This is for those stoners who do not get through their entire stash of pot in a reasonable short period. It is meant for folks who have been so high that they have forgotten where they stashed their cache.
Now that marijuana is becoming increasingly legal and commercially available in many jurisdictions, one issue arises: Does weed have an expiration date? And what happens if something goes wrong?
It’s a truth that, contrary to what some man on a message board may have told you, marijuana does not expire or decay in the same way that milk or meat do.
If you keep it for a year, it will not get much less potent or mature as gracefully as a quality wine would be expected.
Even yet, one could argue that weed has an unspoken “best used by” date that should be adhered to.
The majority of specialists think that after a year, it begins to lose its potency and becomes less pleasurable to smoke in general.
Does Weed Expire?
Yes, weed expires because it contains active chemicals such as THC which begin to break down after harvesting. Properly-stored weed can last up to 12 months before going bad. Healthline indicated that weed expires after 12-18 months even with proper storage.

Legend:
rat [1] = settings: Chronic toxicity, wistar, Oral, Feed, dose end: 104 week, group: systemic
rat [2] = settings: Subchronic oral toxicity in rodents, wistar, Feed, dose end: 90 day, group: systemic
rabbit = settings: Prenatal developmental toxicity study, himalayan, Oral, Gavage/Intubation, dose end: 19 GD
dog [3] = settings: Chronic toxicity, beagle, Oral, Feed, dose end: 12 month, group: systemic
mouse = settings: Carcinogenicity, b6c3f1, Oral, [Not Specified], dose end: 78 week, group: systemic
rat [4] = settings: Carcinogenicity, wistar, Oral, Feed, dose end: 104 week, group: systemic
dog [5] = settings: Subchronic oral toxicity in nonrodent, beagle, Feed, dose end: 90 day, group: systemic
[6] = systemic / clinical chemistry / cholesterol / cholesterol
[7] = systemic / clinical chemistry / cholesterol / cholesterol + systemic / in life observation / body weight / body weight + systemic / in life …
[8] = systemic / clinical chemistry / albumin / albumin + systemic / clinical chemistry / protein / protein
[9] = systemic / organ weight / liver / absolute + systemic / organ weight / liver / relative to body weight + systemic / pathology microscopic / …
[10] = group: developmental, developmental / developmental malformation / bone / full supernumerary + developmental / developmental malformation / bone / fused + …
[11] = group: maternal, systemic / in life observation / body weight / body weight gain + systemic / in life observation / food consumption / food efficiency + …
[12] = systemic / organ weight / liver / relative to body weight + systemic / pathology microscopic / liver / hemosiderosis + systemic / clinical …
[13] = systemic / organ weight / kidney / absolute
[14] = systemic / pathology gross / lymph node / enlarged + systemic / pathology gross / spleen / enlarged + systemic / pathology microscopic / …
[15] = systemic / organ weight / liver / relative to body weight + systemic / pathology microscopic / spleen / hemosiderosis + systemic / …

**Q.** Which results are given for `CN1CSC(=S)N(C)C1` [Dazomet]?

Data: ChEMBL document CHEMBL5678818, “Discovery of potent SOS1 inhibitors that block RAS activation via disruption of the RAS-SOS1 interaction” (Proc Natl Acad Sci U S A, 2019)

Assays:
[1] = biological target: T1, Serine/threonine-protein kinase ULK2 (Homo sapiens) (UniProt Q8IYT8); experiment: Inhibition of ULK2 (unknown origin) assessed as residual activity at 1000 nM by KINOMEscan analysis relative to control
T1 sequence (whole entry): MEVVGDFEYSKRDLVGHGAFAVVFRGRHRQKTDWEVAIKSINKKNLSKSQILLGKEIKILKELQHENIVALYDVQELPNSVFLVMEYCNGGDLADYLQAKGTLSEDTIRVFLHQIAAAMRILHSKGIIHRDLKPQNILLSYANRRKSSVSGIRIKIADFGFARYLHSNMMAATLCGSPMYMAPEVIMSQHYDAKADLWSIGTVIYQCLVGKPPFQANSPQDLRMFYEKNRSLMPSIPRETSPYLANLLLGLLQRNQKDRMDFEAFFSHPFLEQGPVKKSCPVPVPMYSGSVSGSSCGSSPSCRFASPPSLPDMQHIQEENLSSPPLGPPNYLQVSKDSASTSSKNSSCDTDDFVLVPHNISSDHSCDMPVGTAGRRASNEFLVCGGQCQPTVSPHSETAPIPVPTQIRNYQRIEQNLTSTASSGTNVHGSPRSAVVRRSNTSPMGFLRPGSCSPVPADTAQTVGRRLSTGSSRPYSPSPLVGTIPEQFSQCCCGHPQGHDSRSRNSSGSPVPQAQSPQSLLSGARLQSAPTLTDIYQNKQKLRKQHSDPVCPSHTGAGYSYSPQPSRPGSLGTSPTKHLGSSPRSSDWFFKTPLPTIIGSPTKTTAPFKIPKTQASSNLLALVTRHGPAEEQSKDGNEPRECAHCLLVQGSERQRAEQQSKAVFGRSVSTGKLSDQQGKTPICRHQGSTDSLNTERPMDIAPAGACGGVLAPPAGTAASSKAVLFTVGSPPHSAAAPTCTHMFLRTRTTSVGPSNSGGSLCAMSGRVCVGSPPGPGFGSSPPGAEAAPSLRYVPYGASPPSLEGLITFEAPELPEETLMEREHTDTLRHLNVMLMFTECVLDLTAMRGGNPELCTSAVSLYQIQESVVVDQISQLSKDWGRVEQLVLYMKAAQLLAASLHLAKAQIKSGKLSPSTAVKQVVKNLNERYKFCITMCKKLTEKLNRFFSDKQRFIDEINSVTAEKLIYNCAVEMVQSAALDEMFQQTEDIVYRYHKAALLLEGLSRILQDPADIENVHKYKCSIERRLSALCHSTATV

Since Marijuana is a plant, it is prone to the same natural laws that control all other plants.
All living things must die and decompose in order to provide nutrients for other species and make way for fresh life.
It’s actually rather lovely.
Cannabis has an expiration date. But don’t feel obligated to finish that 1/8 of Space Queen in a weekend simply to beat the clock.
Marijuana, when properly prepared and maintained, may survive anywhere from 12 to 18 months without losing its potency, according to industry experts. It was nowhere like the 20 years depicted in the Roseanne episode, but it was still astounding.
The Chemical Process of Weed Expiring
Exposure to natural elements including air, heat, and light causes marijuana to lose its potency over time. The more you handle it, the less potent it becomes.
Weed has an active component called Tetrahydrocannabinol (THC).
Small sacs/glands create the active compounds (THC, etc.).